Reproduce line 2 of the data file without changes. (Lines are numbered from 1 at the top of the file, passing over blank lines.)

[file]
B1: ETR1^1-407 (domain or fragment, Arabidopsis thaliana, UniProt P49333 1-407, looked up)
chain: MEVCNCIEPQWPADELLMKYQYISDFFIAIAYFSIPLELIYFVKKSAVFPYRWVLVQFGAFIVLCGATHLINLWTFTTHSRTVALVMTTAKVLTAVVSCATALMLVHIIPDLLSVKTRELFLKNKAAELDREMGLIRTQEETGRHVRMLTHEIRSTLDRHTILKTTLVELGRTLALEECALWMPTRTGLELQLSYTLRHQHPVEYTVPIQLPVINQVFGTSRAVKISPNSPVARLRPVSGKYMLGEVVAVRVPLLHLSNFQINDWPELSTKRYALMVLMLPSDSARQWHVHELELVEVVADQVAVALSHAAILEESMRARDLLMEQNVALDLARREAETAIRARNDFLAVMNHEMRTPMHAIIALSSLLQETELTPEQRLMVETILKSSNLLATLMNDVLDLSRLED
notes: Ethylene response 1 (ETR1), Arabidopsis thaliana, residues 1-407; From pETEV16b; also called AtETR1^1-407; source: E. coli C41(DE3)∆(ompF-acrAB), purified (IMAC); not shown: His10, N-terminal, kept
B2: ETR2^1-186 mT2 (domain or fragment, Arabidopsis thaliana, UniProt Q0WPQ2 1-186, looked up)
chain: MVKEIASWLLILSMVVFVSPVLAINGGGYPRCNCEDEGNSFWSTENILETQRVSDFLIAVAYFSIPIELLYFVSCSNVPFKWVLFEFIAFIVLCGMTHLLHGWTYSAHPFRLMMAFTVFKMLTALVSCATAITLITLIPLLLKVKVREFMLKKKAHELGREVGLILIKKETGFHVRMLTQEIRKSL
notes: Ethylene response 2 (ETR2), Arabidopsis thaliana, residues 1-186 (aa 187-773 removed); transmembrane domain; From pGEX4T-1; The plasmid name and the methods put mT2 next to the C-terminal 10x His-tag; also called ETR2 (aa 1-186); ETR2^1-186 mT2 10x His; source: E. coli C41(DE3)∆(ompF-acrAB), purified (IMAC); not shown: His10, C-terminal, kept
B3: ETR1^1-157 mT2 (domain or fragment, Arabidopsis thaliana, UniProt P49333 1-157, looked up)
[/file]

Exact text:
chain: MEVCNCIEPQWPADELLMKYQYISDFFIAIAYFSIPLELIYFVKKSAVFPYRWVLVQFGAFIVLCGATHLINLWTFTTHSRTVALVMTTAKVLTAVVSCATALMLVHIIPDLLSVKTRELFLKNKAAELDREMGLIRTQEETGRHVRMLTHEIRSTLDRHTILKTTLVELGRTLALEECALWMPTRTGLELQLSYTLRHQHPVEYTVPIQLPVINQVFGTSRAVKISPNSPVARLRPVSGKYMLGEVVAVRVPLLHLSNFQINDWPELSTKRYALMVLMLPSDSARQWHVHELELVEVVADQVAVALSHAAILEESMRARDLLMEQNVALDLARREAETAIRARNDFLAVMNHEMRTPMHAIIALSSLLQETELTPEQRLMVETILKSSNLLATLMNDVLDLSRLED